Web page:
Being Conformed to Christ’s Priesthood
By Aaron Henderson | October 24, 2022
“ Incorporated into the Church by Baptism, the faithful have received the sacramental character that consecrates them for Christian religious worship. The baptismal seal enables and commits Christians to serve God by a vital participation in the holy liturgy of the Church and to exercise their baptismal priesthood by the witness of holy lives and practical charity.”
—Catechism of the Catholic Church, 1273← Return to Musings
“Incorporated into the Church by Baptism, the faithful have received the sacramental character that consecrates them for Christian religious worship. The baptismal seal enables and commits Christians to serve God by a vital participation in the holy liturgy of the Church and to exercise their baptismal priesthood by the witness of holy lives and practical charity.”
—Catechism of the Catholic Church, 1273
No discussion of the sacraments of the New Law can be complete without a consideration of sacramental character. Three sacraments (Baptism, Confirmation, and Holy Orders) bestow sacramental characters, but what exactly are these characters? Answering this will serve to bolster our appreciation for them and for the sacraments which bestow them upon us. In short, the characters are bound up with receiving, or bestowing on others, things pertaining to divine worship. The sacramental characters are, first and foremost, conformations to Christ, especially to Christ’s Priesthood.
The New Testament presents Jesus as the new and perfect High Priest. Think here especially of the Letter to the Hebrews. And “High Priest” is not merely a juridical designation; it is not simply a legal title. It is a divine consecration that marks His very being (that is to say, it is ontological). Jesus is made High Priest so as to inaugurate the worship of the New Law. We need such an ontological consecration as well if we are to participate in the liturgical life of the Church.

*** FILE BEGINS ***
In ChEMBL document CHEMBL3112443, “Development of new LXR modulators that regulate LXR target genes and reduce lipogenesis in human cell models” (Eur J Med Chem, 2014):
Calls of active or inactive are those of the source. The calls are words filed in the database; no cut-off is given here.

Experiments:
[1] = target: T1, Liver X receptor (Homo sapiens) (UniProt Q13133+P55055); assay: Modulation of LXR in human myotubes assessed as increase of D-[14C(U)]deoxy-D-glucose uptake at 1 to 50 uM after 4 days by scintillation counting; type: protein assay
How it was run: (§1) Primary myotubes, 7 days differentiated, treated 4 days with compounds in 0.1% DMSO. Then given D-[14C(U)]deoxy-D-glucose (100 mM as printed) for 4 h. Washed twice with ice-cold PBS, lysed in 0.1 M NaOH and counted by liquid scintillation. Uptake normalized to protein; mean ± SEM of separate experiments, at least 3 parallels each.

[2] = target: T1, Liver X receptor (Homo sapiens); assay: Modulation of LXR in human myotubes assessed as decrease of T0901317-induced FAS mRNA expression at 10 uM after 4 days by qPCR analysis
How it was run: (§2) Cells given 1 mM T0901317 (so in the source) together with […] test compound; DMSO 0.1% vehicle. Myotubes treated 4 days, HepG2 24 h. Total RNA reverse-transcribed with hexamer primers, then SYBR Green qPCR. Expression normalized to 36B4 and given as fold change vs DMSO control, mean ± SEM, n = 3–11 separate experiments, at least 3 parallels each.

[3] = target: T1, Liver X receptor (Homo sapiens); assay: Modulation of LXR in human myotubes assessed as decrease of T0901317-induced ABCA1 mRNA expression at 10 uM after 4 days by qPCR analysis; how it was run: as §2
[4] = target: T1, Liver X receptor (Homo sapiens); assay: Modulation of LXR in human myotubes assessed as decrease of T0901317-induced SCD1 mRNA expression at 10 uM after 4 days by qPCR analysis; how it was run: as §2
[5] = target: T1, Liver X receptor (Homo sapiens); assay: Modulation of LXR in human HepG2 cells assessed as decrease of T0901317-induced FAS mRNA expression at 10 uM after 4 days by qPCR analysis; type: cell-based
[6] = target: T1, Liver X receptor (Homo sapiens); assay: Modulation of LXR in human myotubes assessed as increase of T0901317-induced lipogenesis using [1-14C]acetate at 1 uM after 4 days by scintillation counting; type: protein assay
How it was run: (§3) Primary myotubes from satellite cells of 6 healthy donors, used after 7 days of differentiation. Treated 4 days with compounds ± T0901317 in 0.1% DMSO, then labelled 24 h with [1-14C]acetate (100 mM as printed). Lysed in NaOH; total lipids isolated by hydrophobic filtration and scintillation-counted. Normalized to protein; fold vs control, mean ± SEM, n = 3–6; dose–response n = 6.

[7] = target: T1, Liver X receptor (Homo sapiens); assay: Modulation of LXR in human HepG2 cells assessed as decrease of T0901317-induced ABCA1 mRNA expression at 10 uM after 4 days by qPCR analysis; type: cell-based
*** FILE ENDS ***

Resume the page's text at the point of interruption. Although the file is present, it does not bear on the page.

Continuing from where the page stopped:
As I said, three sacraments impart a mark of Christ, a “character” or “cultic power.” The first, of course, is Baptism, and it is on this sacrament that I would like to focus. Baptism is the first of the sacraments of initiation; it incorporates us into Christ and His Mystical Body. It also bestows a character, a consecration that makes the faithful apt to receive validly the other sacraments of the New Law. Good dispositions and intentions can only get one so far, and without this fundamental baptismal consecration, the reception of the other sacraments would remain ineffective. The baptismal character opens us up, as it were, to the whole exercise of Christian worship. It gives us the power to cooperate liturgically in the Sacrifice of the Mass, and in such a way that we are not merely spectators or assistants but “actors” and participants. This can be seen in the ancient custom of dismissing the catechumens before the offertory. Even today it is signified in the collective form of prayers that join us to the celebrant. Additionally, in virtue of Baptism and the character it bestows, a marriage entered into by baptized persons is a properly Christian and sacramental marriage.
The cultic consecration we receive in Baptism is indelible, not capable of being removed. Consequently, Baptism (as well as Confirmation and Orders) is not repeatable. Even the apostate, the one who tragically rejects his baptismal faith, cannot efface his baptismal character. The 20th century theologian and cardinal, Charles Journet, speaks beautifully of the sacramental character in the tragic figure: “[I]t remains in him as the last witness of his membership in Christ and of his Christian dignity, a secret possibility of returning to the light.” Let us recover, then, an appreciation for sacramental character and the special conformation it affords us to the Priesthood of Christ.
*This musing was inspired by an article I translated some time ago by Charles Cardinal Journet, The Mystery of Sacramentality.